"It's Billy Corgan's old house, totally’s in the garage, they built a room inside the garage. There’s two doors and it’s completely isolated. So like it’s 4 in the morning…I’ll stay up til 5:00 AM, smoking cigarettes, and there’s no circulation in there...there’s no windows. I’m just baking it in there, smoking weed, and just recording. The tape machine is all fucking cracked out, all the microphones are just saturated in smoke…it’s good," Jude revealed about his home studio.  

"The studio is called Rat House studio, because I have rats," he continues, admitting he's had to get a pellet gun and live trap to keep the rats out of the studio.  "If you wanna put it in a nutshell, my time is split between recording music, and then killing rats," Jude admits, while also adding that his growing tally of rat exterminations does get to him sometimes.  "I don’t eat meat, but this is different…I don’t want a rat walking in my house. I feel like there shouldn’t be a difference, like you should cherish the fact that it’s got a heartbeat, but I have the conscious thought before I shoot it," he says.  Jude joked that he may write a song called "Rat King" as an ode to all of the fallen rats of his studio. "I feel like it’d have to be a Leonard Cohen style song. You know like, spoken word," he added. 

He prefers producing and recording to playing live

"I find more pleasure in…and I like touring and playing live, but I find a lot of pleasure in recording and producing. Like sitting in the studio for hours...I kind of like look at myself as more of a Harry Nilsson. Check him out, that’s one of my possibly all-time favorite artists. He did the same thing The Beatles did. The Beatles hustled their ass and played live for how many years, and then they just cut it and just recorded records. I feel like I get more out of sitting in the studio, being creative," Jude gushed while chatting about his love of producing.  

While he loves producing, at the moment he acknowledges that he can't really take on production work for other artists, although he wouldn't rule it out in the future. "I think once I finish this record, I’ll be more in control. People open studios, and then they can’t chose who they get to record there because they need to accept business to keep the money flowing. I wanna be able to be a little picky.  I want to work on music I like. I’ve had homies hit me up and it’s like I dig their music, but it’s time," he says.  Although he plays live shows with three musicians called Blaze, Blade, and Church, Jude currently plays everything from drums to bass by himself in the studio, saying that he often finds himself running back and forth between instruments.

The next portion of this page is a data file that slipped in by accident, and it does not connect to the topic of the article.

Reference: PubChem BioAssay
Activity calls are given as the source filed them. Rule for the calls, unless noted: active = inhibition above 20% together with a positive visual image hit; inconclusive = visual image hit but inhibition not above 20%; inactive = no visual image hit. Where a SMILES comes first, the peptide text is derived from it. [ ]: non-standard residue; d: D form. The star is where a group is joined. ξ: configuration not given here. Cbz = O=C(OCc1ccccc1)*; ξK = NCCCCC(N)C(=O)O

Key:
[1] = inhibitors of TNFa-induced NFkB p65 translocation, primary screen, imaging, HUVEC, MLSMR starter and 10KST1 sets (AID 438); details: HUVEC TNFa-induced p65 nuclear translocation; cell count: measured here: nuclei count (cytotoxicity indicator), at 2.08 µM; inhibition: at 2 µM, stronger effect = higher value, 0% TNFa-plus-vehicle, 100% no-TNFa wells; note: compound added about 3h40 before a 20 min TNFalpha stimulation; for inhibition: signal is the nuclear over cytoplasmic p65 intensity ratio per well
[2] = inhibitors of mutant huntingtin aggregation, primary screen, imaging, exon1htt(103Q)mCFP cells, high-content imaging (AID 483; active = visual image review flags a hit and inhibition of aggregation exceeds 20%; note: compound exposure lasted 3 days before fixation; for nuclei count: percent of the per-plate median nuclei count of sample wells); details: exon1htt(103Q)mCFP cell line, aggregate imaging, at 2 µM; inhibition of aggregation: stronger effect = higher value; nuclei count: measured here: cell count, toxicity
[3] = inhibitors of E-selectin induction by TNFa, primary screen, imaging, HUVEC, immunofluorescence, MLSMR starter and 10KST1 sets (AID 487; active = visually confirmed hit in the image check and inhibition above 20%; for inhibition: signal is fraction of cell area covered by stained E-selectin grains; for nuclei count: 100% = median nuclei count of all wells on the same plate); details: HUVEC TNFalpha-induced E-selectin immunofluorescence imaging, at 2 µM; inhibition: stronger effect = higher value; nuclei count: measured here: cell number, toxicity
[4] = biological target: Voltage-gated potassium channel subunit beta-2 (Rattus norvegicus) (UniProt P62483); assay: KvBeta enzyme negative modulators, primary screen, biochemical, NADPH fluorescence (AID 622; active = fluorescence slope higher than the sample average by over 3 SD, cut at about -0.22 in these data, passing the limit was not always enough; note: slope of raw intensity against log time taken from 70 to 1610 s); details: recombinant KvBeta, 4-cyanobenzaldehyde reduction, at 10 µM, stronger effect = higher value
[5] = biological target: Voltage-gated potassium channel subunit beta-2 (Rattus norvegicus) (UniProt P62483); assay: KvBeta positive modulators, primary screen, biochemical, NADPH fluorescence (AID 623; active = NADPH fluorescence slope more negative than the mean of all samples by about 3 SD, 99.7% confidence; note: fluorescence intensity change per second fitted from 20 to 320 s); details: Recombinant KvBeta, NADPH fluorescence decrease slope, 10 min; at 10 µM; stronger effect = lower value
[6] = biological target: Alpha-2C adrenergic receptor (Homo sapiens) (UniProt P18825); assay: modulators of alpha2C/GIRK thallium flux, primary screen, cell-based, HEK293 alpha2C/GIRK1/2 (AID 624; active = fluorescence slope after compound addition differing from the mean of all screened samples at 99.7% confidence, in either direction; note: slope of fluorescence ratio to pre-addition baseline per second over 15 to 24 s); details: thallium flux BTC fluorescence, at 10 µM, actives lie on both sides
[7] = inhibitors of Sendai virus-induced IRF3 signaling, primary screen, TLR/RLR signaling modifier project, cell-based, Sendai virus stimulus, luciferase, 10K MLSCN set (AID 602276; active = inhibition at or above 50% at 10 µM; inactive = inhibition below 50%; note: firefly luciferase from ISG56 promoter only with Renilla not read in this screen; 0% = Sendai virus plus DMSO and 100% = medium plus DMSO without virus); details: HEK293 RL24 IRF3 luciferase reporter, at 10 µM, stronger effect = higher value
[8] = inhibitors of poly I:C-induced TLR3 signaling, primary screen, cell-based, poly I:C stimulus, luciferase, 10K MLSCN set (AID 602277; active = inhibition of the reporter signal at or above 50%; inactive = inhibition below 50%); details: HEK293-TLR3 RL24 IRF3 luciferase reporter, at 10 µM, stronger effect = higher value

Jude also chatted about challenging himself as his own producer. "You ever heard of Brian Eno? He had a deck of cards for the recording studio, and whenever you hit a rut, you pull out a card and flip it.  And it will tell you something to do, like one of them that I pulled once was like 'be extravagant' in your vocal performance.  So I’ve been doing that too.  I’ve been a little more extravagant and obnoxious…super obnoxious.  I'll start singing in different voices,"  he revealed.  

He's been on HBO, ABC, and the CW

Or at least, his songs have been used on TV shows on those networks. Nowadays, it's very difficult for an artist to make money off of their recorded music, with the rise of streaming services. Sync licenses for TV shows and movies are one of the best ways for musicians to get paid for their recorded work, and luckily for Jude, his music has appeared in a handful of new shows.  "I got three licenses, in the last month, which is dope and came out of nowhere.  It’s a show on ABC called Quantico, this show on the CW called Riverdale, and then an indie film called Can’t Say No. So that kind of helped boost me back up, like OK, I’m making money off music now and I can eat beyond bread.  I live off bread and avocado," Jude revealed about his recent success.  

He also talked about his first ever license, for a show on HBO, admitting he thought he was being catfished at first. "I thought it was a joke. The girl hit me up on Soundcloud. I was like for real? You’re a music consultant for HBO? But it turned out to be legit. It’s gone to show that it’s working, like whatever’s happening is working. I didn't have a lot of publicity on the last release, and now between those two shows that already aired, I’ve seen jumps in [plays]," Jude said. 

He doesn't have a back up plan